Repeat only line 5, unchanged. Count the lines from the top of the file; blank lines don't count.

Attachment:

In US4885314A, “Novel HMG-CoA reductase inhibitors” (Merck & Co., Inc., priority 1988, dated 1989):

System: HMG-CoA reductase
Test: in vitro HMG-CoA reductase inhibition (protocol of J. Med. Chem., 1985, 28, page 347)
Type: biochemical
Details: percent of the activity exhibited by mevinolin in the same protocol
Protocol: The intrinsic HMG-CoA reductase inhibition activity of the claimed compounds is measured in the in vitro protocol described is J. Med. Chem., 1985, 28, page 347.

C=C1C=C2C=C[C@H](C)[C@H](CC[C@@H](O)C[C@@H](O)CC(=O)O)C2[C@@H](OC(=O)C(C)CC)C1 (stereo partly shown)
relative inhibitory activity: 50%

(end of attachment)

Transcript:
Details: percent of the activity exhibited by mevinolin in the same protocol